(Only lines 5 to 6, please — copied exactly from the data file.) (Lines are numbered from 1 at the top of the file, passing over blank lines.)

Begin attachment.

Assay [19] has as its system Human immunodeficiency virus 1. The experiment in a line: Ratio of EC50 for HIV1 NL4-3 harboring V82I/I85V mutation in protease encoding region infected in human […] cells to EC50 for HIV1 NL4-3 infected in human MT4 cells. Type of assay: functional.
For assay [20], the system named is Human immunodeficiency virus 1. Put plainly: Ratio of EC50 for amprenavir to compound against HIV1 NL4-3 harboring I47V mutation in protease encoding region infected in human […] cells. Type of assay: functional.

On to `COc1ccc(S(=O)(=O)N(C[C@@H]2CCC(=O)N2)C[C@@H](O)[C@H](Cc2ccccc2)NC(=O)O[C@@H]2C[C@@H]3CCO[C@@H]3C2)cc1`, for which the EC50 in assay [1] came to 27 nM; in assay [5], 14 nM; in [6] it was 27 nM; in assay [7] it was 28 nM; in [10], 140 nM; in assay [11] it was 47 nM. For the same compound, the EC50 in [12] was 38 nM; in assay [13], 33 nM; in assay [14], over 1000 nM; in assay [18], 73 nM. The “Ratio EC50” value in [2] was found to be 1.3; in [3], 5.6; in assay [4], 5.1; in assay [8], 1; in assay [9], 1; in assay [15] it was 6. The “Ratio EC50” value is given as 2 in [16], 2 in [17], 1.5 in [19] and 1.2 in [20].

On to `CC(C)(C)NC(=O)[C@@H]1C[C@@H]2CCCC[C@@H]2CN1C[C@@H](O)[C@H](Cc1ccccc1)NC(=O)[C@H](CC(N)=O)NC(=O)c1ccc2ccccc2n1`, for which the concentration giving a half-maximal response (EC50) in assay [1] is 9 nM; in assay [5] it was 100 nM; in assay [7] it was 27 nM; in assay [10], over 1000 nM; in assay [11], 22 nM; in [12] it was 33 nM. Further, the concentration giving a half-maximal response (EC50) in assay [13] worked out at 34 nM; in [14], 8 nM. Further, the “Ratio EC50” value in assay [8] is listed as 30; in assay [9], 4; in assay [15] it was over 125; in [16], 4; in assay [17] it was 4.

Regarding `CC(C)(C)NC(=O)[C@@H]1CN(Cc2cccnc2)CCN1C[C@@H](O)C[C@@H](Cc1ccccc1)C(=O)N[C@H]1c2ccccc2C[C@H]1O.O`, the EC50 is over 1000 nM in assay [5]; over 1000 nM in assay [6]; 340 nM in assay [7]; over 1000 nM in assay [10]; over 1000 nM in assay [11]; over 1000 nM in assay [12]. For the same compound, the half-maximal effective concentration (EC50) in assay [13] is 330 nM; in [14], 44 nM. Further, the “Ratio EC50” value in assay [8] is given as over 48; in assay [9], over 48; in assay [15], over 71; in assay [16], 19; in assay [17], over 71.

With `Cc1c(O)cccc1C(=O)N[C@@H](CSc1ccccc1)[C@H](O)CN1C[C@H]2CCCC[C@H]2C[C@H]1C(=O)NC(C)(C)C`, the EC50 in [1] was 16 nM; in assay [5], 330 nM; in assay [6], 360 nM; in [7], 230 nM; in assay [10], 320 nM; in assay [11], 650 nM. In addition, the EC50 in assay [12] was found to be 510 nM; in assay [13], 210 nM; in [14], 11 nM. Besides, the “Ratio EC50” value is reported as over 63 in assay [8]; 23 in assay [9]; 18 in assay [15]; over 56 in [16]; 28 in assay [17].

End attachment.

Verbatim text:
Regarding `CC(C)(C)NC(=O)[C@@H]1CN(Cc2cccnc2)CCN1C[C@@H](O)C[C@@H](Cc1ccccc1)C(=O)N[C@H]1c2ccccc2C[C@H]1O.O`, the EC50 is over 1000 nM in assay [5]; over 1000 nM in assay [6]; 340 nM in assay [7]; over 1000 nM in assay [10]; over 1000 nM in assay [11]; over 1000 nM in assay [12]. For the same compound, the half-maximal effective concentration (EC50) in assay [13] is 330 nM; in [14], 44 nM. Further, the “Ratio EC50” value in assay [8] is given as over 48; in assay [9], over 48; in assay [15], over 71; in assay [16], 19; in assay [17], over 71.

With `Cc1c(O)cccc1C(=O)N[C@@H](CSc1ccccc1)[C@H](O)CN1C[C@H]2CCCC[C@H]2C[C@H]1C(=O)NC(C)(C)C`, the EC50 in [1] was 16 nM; in assay [5], 330 nM; in assay [6], 360 nM; in [7], 230 nM; in assay [10], 320 nM; in assay [11], 650 nM. In addition, the EC50 in assay [12] was found to be 510 nM; in assay [13], 210 nM; in [14], 11 nM. Besides, the “Ratio EC50” value is reported as over 63 in assay [8]; 23 in assay [9]; 18 in assay [15]; over 56 in [16]; 28 in assay [17].